Did Specter tell the right to "butt out"?

The chairman of the Senate Judicary Committee complains about the noise from special interest groups. The Family Research Council is fuming.


Tim Grieve
July 13, 2005 5:21PM (UTC)

The White House is putting on a good show of playing kissy-kissy nice-nice with Senate Democrats when it comes to replacing Sandra Day O'Connor. George W. Bush had Harry Reid and Patrick Leahy over for breakfast Tuesday morning, and the White House is stressing that the president's people have reached out to more than 60 U.S. senators about the process so far.

The religious right is having none of it. After Tuesday's breakfast meeting, the senatorial participants -- Reid and Leahy and Bill Frist and Arlen Specter -- talked with reporters outside. Amid all the talk about "consultative" discussions and a "dignified" process, Specter suggested, as he has in the past, that Washington politics might not be so overheated if interest groups toned down the demands and rhetoric he called "counterproductive and a lot of times insulting."

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They didn't much like that over at the Family Research Council. In a message to supporters, FRC President Tony Perkins says that Specter "is essentially telling concerned Americans to butt out of one of the most important debates this nation has seen in years."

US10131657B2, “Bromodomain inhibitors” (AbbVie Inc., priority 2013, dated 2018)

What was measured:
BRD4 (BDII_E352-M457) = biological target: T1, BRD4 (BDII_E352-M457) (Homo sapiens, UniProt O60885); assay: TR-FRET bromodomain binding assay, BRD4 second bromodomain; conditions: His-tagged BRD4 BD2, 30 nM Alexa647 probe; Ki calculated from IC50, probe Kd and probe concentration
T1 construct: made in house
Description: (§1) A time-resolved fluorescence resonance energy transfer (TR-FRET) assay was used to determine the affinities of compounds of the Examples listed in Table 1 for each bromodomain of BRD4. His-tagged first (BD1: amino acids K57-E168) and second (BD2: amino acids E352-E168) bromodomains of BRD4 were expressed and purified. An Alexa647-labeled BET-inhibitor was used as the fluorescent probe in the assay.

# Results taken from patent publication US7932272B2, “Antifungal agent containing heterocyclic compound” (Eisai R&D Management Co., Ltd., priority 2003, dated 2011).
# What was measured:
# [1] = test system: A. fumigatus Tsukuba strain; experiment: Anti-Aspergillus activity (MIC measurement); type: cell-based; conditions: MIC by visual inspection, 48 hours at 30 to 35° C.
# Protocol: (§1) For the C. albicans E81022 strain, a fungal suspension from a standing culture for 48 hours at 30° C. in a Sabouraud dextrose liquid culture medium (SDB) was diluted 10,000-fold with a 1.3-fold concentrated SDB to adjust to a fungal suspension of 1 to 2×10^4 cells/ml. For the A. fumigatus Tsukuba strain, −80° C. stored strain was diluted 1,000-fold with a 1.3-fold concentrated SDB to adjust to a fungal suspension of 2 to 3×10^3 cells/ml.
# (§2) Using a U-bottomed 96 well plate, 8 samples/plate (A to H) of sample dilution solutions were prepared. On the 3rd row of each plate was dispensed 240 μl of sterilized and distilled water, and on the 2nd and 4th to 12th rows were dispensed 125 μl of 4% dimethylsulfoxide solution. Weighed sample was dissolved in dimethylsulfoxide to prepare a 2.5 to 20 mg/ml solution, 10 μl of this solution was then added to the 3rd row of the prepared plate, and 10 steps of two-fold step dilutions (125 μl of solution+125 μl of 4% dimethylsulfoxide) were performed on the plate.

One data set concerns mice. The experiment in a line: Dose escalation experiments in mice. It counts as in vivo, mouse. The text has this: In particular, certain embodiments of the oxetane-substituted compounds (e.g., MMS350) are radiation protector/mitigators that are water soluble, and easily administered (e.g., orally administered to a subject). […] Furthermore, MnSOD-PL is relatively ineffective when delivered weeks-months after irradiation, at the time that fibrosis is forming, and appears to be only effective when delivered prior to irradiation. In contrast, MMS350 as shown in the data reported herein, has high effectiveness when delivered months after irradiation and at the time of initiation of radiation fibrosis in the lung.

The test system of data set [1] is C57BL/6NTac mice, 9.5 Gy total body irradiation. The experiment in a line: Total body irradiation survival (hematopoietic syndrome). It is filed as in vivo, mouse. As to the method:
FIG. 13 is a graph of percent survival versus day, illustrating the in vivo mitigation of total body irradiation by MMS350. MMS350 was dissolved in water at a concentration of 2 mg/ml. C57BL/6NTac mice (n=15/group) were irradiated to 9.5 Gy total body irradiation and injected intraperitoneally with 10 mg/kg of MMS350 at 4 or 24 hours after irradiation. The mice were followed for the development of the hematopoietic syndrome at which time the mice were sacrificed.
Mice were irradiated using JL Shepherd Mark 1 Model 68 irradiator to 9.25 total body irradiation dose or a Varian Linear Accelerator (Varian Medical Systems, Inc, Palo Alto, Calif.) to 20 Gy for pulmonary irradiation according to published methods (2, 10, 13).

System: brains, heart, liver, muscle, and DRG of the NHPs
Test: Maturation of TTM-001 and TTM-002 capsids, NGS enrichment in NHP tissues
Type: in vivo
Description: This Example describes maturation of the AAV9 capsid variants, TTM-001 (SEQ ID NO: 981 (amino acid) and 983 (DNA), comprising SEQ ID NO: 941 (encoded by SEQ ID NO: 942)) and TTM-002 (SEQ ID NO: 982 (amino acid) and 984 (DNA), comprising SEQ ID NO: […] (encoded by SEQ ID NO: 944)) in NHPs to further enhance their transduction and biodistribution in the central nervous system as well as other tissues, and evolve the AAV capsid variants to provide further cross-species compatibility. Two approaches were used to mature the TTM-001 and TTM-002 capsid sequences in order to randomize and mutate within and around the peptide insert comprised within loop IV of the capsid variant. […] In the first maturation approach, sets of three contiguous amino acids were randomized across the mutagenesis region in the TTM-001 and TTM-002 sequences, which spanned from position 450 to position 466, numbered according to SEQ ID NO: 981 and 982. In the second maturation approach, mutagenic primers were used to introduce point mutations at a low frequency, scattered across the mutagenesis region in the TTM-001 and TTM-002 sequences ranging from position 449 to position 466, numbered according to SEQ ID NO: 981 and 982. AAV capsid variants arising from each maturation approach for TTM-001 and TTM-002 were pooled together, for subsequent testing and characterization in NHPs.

"After serving nearly a decade in elected office, like Mr. Specter, I realized that many of the laws that I authored were simply dealing with the symptoms of our nation's cultural decline," wrote Perkins, who served in the Louisiana legislature before taking over at FRC. "Now we have the opportunity to address one of the major sources of this decline - the Supreme Court. For the last 40 years, the court has steadily chiseled away at the religious heritage of this country while imposing radical social policies like abortion on demand, virtual child pornography and constitutionally protected sodomy. I am sorry, Senator, with so much at stake, America's families will not be silent."

Perkins had better hope he's wrong. If "America's families" get their say in choosing another Supreme Court justice, Perkins and his Christianist allies on the far right aren't going to like the outcome: According to a recent CNN/USA Today/Gallup Poll, 30 percent of the American public want Bush to appoint a justice who will make the court more liberal and 24 percent want a new justice who will keep the court just as it is today. Taken together, that's 54 percent -- or a whole lot more than the 41 percent who share Perkins' desire for a justice who will move the court farther to the right.


Tim Grieve

Tim Grieve is a senior writer and the author of Salon's War Room blog.

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